I wrote recently about a 50-something wife and mother who committed suicide the day her house foreclosed.
Fast forward to a CNN article about men and women who cheat on each other with their checkbooks.
“Call it secret spending, checkbook cheating or financial infidelity -- plenty of Americans are guilty of it.
Twenty nine percent of people in a committed relationship admitted to lying to their partner about their spending habits, according to a Harris Interactive survey of 1,796 people ages 25-55.
Women were slightly more likely than men to be dishonest; according to the 2005 survey, 33 percent of women had something to hide, as opposed to 26 percent of men.
Kathy Kitts, a 50-year-old brain development specialist from Germantown, Maryland, says she became a "secret shopper" when she had a part-time job at a clothing store four years ago.
"I would buy stuff and bring it home all the time, although I wouldn't necessarily bring it straight home," she says. "It would end up in the trunk of my car for a while and then in my closet."
Kitts' secret spending habits are fairly typical, says Tina B. Tessina, a Long Beach, California, psychotherapist and author of "Money, Sex and Kids: Stop Fighting About the Three Things That Can Ruin Your Marriage."
"Women tend to buy clothes, make-up and personal indulgences like pedicures, while men tend to hide big-ticket items," says Tessina. "They spend more on gambling and the stock market and fantasy football and porn. They don't hide their spending in the closet; they hide it on the computer."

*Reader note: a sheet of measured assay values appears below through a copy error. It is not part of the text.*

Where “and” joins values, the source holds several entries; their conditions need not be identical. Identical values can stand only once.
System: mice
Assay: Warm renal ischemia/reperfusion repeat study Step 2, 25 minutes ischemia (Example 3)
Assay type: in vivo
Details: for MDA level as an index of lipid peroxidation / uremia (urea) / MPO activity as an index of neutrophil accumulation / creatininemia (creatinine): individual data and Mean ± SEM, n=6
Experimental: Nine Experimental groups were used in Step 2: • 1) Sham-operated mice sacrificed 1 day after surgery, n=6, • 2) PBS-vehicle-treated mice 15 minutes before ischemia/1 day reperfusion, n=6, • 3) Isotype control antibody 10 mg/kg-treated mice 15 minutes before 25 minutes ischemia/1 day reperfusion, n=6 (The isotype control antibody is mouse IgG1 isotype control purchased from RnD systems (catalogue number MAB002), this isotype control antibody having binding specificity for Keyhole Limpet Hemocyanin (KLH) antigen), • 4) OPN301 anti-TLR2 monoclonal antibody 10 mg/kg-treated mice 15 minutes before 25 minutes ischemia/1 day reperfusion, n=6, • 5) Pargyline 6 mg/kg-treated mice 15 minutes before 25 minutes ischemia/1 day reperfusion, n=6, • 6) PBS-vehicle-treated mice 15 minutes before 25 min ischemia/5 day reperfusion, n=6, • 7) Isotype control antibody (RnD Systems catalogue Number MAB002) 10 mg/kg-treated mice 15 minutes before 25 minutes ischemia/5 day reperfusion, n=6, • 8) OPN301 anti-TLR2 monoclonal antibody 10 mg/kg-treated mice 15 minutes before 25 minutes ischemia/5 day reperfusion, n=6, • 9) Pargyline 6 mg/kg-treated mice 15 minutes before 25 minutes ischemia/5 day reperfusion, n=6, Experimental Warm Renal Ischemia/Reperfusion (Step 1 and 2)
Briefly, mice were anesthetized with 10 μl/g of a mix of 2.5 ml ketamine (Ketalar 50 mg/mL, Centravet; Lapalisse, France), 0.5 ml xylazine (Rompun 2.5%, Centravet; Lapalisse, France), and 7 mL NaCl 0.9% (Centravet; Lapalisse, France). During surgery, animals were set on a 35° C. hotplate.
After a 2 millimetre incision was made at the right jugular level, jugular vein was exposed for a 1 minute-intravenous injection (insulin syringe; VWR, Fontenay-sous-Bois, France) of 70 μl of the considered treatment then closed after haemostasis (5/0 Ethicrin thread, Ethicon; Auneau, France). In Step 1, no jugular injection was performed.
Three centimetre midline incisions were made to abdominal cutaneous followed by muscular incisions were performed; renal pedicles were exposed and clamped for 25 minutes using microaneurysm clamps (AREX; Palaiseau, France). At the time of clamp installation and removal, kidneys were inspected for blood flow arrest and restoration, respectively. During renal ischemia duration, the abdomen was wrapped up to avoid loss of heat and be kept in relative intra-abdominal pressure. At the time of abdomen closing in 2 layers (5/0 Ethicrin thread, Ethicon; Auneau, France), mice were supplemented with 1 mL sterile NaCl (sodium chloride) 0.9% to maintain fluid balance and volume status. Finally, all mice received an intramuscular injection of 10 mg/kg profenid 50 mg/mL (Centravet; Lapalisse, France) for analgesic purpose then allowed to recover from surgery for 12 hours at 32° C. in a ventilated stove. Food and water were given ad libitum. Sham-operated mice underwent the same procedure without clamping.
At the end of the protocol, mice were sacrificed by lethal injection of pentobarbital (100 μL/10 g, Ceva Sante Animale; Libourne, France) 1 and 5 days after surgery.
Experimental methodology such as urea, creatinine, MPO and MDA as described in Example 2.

Financial cheating can lead to divorce and often does.
“Theo Pauline Nestor, a 46-year-old writer, teacher and mother of two from Seattle, found out her husband was surreptitiously using credit cards to fund a gambling habit that she said eventually cost the couple their marriage.
"He had seven credit cards in his name that were being sent to a different address," says Nestor, who detailed her experiences in the memoir, "How to Sleep Alone in a King-Size Bed." "I had a feeling something was wrong but I pushed it down. Now I tell people to trust their gut, to start asking questions and snooping around."
Tessina estimates 25 percent of the couples she sees for overspending are grappling with
addiction issues, which can often cause a person's life to spin out of control.
"Addiction begins to adversely affect your life," she says. "Your spouse leaves you but you still keep doing it."
Normal spending sprees are much more common -- and much less devastating -- although they can still cause problems in a marriage.
"If you find your spouse has been sneaking around on you -- and that's what this is -- that messes up your trust," she says. "Your marriage is really a business and if a spouse is secretly spending, that's undermining it a really serious way. It's like they're embezzling."
Do you ever hide purchases on your husband/partner? Do you think he does? How would you cope with this kind of ‘cheating’ and how do you think it would affect your relationship?
All user-generated information on this site is the opinion of its author only and is not a substitute for medical advice or treatment for any medical conditions. Members and guests are responsible for their own posts and the potential consequences of those posts detailed in our Terms of Service.